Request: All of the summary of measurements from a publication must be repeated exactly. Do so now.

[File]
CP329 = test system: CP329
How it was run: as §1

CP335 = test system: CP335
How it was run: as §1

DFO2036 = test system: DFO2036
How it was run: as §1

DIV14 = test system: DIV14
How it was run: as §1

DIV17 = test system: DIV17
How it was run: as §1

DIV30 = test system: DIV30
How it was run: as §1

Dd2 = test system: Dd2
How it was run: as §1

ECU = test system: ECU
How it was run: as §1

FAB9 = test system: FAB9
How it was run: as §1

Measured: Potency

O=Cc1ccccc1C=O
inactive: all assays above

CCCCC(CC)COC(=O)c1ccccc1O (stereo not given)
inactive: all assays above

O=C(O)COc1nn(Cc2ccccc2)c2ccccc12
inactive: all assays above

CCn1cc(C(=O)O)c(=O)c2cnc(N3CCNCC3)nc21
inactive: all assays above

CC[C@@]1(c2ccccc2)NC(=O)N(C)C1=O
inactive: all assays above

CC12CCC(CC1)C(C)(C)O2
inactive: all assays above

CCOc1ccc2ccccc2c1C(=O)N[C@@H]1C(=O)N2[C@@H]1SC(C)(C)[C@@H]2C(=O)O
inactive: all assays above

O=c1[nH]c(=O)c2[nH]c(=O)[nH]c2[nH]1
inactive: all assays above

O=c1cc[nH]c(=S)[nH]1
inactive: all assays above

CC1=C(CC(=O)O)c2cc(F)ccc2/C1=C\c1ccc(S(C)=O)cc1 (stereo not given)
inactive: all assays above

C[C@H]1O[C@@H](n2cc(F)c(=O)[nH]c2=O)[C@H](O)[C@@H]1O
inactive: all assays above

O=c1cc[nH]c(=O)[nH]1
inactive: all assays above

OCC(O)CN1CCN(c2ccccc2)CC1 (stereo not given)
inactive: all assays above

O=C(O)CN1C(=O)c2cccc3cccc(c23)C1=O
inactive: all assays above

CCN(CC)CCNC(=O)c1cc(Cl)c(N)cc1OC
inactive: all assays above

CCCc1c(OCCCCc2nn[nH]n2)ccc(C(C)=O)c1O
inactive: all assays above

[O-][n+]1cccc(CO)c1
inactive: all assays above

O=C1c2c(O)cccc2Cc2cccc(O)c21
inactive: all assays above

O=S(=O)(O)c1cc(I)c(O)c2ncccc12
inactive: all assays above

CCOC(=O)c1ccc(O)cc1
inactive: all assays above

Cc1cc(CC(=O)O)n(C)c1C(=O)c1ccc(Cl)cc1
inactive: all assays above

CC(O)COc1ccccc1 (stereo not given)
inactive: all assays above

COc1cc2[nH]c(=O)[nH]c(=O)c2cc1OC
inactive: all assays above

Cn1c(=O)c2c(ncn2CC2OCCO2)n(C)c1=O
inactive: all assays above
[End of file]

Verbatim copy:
CP329 = test system: CP329
How it was run: as §1

CP335 = test system: CP335
How it was run: as §1

DFO2036 = test system: DFO2036
How it was run: as §1

DIV14 = test system: DIV14
How it was run: as §1

DIV17 = test system: DIV17
How it was run: as §1

DIV30 = test system: DIV30
How it was run: as §1

Dd2 = test system: Dd2
How it was run: as §1

ECU = test system: ECU
How it was run: as §1

FAB9 = test system: FAB9
How it was run: as §1

Measured: Potency

O=Cc1ccccc1C=O
inactive: all assays above

CCCCC(CC)COC(=O)c1ccccc1O (stereo not given)
inactive: all assays above

O=C(O)COc1nn(Cc2ccccc2)c2ccccc12
inactive: all assays above

CCn1cc(C(=O)O)c(=O)c2cnc(N3CCNCC3)nc21
inactive: all assays above

CC[C@@]1(c2ccccc2)NC(=O)N(C)C1=O
inactive: all assays above

CC12CCC(CC1)C(C)(C)O2
inactive: all assays above

CCOc1ccc2ccccc2c1C(=O)N[C@@H]1C(=O)N2[C@@H]1SC(C)(C)[C@@H]2C(=O)O
inactive: all assays above

O=c1[nH]c(=O)c2[nH]c(=O)[nH]c2[nH]1
inactive: all assays above

O=c1cc[nH]c(=S)[nH]1
inactive: all assays above

CC1=C(CC(=O)O)c2cc(F)ccc2/C1=C\c1ccc(S(C)=O)cc1 (stereo not given)
inactive: all assays above

C[C@H]1O[C@@H](n2cc(F)c(=O)[nH]c2=O)[C@H](O)[C@@H]1O
inactive: all assays above

O=c1cc[nH]c(=O)[nH]1
inactive: all assays above

OCC(O)CN1CCN(c2ccccc2)CC1 (stereo not given)
inactive: all assays above

O=C(O)CN1C(=O)c2cccc3cccc(c23)C1=O
inactive: all assays above

CCN(CC)CCNC(=O)c1cc(Cl)c(N)cc1OC
inactive: all assays above

CCCc1c(OCCCCc2nn[nH]n2)ccc(C(C)=O)c1O
inactive: all assays above

[O-][n+]1cccc(CO)c1
inactive: all assays above

O=C1c2c(O)cccc2Cc2cccc(O)c21
inactive: all assays above

O=S(=O)(O)c1cc(I)c(O)c2ncccc12
inactive: all assays above

CCOC(=O)c1ccc(O)cc1
inactive: all assays above

Cc1cc(CC(=O)O)n(C)c1C(=O)c1ccc(Cl)cc1
inactive: all assays above

CC(O)COc1ccccc1 (stereo not given)
inactive: all assays above

COc1cc2[nH]c(=O)[nH]c(=O)c2cc1OC
inactive: all assays above

Cn1c(=O)c2c(ncn2CC2OCCO2)n(C)c1=O
inactive: all assays above